While we're on the subject of our pals, P&J are absolutely appalled that the editors at Channel 10 would alter the copy on Casa Diablo fave Jim Taricani's "I-Team Exclusive" report of December 7 on Lifespan and its woes over finances, internal turmoil, and conflicts of interest. This included mentioning how an editorial critical of Lifespan was spiked from the Other Paper by an unseen hand with an obvious interest in protecting the Lifespan muckety-mucks from criticism. (We won't mention any names, but BeloJo publisher Howard Sutton knows who we're talking about.) And the credit for the Phoenix's own investigative genius, Steve Stycos, who broke the story on the vanishing editorial in the previous day's edition of Our Little Rag, was deleted, no doubt for reasons of time. Right?

Attorney of the year

We've been following news accounts of the trial of Providence police Officer Peter Flynn. If the serial bully is found not guilty, for some unknowable reason, his lawyer, Michael Colucci, should be given some sort of special award for his spin doctoring. Since the real evidence points to Flynn's guilt in the matter, Colucci has centered his defense around a few thoroughly specious points.

One is that off-duty Providence cops heading into town for a little entertainment should be able to park in any lot in the city for free. WRONG! Colucci insinuated there was some sort of "deal" in place for officers to park free at all times. Gee, we guess no one happened to tell the attendants about this deal.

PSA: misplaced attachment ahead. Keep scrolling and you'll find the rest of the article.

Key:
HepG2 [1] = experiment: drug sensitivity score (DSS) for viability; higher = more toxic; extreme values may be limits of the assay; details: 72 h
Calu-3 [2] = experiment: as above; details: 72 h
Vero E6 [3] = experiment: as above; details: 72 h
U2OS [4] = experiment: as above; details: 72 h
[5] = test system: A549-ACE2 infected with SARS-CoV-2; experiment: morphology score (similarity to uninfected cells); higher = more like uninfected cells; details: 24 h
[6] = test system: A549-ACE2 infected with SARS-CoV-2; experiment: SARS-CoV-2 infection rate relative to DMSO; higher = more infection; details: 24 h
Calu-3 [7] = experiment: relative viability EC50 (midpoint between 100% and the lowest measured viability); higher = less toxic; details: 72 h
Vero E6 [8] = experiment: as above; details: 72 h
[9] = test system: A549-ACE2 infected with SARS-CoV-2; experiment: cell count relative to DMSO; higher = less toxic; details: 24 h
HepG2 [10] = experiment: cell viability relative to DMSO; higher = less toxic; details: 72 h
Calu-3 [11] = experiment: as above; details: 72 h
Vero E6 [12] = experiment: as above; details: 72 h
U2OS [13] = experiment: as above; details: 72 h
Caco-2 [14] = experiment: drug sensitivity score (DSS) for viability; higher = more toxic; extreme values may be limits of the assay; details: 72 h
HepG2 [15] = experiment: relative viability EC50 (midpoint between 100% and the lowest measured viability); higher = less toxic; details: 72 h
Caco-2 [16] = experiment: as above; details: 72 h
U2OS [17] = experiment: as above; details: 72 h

But you've really got to love Colucci's contention that Flynn's not beating the shit out of the attendants with a baseball bat was "out of compassion," and that he defused a potentially deadly situation. It was only "potentially deadly" because Flynn was allegedly acting like a mad dog. If Flynn stays on the force after all this, it will be obvious that anything goes with the Providence police and that efforts by Chief Sullivan and others to clean up the force are all for naught.

Empower to the people

The General Assembly's controversial redistricting plans are abhorrent enough to contemplate without the patronizing attitude and condescending comments of Senate Majority Leader Bill "Little Napoleon" Irons. Every time there's an imbroglio over the redrawing of district in such a way that black or Hispanic candidates would face each other, Billy Boy chirps about how his intent is to "empower" minority voters.